When the Boston Lighthouse was first lit 300 years ago today, sailors called on New England ports in wooden ships, pirates roamed the Atlantic Coast and the 13 colonies were under the British crown. Today the light still guides mariners safely home and helps keep America’s economy on course.
Tag: legacy of light
Built in 1902 by the U.S. Lighthouse Service, which became part of the Coast Guard in 1939, the Five Finger Islands Light once guided prospectors into southeast Alaska during the Klondike Gold Rush and still welcomes mariners, tourists and scientists today.
Like the city it proudly serves, the New Canal Lighthouse in New Orleans is a survivor. In 1893 Hurricane Cheniere Caminada hit New Orleans. The lighthouse was not only the lone structure left standing in the area after the hurricane hit, but it also sheltered more than 200 survivors. Hurricanes pummeled the lighthouse again in 1915, 1926 and 1927. Then it was hit with the double whammy of Hurricanes Katrina and Rita that temporarily knocked it out of commission in 2005.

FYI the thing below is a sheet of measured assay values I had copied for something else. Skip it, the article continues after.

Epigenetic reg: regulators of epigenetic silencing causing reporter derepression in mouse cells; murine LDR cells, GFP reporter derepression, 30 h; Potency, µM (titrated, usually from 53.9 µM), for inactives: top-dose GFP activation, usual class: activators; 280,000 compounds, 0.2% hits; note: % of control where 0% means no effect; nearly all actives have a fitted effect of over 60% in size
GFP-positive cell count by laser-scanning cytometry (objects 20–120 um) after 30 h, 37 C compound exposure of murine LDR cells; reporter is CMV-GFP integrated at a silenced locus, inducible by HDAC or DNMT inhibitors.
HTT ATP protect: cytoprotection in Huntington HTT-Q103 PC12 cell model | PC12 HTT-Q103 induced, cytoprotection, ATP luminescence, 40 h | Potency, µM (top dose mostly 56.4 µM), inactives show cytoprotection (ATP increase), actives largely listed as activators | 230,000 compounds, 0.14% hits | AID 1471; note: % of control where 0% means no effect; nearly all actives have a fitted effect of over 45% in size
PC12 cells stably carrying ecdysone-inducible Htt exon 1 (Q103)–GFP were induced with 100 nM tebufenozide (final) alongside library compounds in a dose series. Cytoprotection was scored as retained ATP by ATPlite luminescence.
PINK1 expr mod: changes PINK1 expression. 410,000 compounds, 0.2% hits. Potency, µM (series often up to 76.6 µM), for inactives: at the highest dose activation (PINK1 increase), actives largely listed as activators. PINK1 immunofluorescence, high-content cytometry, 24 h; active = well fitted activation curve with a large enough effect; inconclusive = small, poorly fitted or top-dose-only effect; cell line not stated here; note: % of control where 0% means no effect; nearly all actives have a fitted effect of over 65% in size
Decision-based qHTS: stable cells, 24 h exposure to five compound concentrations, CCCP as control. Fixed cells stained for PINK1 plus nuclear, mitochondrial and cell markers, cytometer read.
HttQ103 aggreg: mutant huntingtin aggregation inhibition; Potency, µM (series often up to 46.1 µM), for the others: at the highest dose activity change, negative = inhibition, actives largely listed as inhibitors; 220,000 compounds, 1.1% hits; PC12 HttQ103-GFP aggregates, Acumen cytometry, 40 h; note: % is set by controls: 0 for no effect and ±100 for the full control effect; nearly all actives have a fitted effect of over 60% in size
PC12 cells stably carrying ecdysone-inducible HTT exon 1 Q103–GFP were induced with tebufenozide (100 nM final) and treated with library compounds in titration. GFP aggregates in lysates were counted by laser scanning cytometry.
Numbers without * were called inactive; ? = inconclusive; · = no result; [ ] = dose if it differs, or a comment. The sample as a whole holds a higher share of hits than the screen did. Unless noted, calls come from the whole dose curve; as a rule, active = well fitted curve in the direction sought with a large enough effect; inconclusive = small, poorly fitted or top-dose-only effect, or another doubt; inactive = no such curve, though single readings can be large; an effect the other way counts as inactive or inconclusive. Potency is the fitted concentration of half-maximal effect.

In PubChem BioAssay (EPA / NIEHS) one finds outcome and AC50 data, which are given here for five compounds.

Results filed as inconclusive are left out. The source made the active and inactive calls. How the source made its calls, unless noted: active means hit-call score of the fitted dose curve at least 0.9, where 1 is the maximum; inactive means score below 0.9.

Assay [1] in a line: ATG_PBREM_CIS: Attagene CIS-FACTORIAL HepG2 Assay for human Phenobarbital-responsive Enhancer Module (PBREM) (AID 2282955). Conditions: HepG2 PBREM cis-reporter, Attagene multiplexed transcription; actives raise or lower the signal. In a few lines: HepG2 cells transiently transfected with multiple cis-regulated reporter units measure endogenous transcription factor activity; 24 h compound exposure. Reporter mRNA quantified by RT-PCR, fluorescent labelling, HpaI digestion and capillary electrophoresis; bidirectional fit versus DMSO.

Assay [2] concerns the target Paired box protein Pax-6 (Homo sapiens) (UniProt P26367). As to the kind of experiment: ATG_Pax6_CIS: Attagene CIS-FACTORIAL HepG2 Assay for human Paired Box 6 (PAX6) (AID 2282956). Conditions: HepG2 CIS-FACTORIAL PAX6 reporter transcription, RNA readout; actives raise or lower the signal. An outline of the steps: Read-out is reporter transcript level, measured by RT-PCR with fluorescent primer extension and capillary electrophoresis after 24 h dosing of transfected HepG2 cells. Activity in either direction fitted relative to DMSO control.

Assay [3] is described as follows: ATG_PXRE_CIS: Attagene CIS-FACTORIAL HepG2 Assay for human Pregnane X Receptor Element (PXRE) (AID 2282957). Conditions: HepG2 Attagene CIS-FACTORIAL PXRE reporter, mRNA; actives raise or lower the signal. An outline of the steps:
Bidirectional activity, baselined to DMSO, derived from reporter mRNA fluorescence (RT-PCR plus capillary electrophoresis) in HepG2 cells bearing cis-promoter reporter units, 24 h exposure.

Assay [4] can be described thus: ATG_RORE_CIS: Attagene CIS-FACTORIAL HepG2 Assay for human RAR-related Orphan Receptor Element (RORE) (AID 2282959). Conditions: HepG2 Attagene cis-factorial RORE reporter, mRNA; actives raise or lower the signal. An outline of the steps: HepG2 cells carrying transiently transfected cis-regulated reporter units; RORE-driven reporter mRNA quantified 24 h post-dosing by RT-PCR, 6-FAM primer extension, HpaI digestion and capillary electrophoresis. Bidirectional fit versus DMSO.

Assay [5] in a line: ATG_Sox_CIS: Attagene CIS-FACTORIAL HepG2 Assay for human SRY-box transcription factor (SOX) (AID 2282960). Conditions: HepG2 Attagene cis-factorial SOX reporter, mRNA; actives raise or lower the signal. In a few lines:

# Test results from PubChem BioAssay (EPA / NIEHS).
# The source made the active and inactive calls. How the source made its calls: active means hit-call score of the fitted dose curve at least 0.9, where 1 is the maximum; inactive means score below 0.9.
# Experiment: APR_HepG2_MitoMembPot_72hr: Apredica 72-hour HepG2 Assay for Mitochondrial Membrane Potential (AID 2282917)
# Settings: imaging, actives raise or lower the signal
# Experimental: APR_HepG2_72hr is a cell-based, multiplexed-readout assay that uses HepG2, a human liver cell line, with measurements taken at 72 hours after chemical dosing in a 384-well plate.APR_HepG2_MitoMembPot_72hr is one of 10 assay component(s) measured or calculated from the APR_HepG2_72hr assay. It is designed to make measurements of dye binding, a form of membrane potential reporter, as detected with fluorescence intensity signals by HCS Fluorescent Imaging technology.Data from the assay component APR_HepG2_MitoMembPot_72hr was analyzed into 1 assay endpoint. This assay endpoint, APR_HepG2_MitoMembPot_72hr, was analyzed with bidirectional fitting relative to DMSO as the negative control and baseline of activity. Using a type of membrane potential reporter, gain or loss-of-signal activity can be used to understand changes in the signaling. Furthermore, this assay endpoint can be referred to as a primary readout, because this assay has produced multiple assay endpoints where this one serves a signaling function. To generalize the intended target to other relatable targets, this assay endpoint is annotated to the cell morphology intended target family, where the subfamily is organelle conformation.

First lit in 1855, the Point Loma Lighthouse helped to guide the rise of San Diego from a sleepy fishing village to a bustling military port. U.S. Coast Guard aids to navigation, like the Point Loma Lighthouse, have helped to enable San Diego’s meteoric rise.
The Boca Grande Lighthouse is on Gasparilla Island, a barrier island that is reportedly named after Spanish pirate Captain Jose Gaspar who allegedly buried treasure there that remains undiscovered to this day. None of this deters Coast Guard Aids to Navigation Team St. Petersburg, Florida, from keeping the light shinning.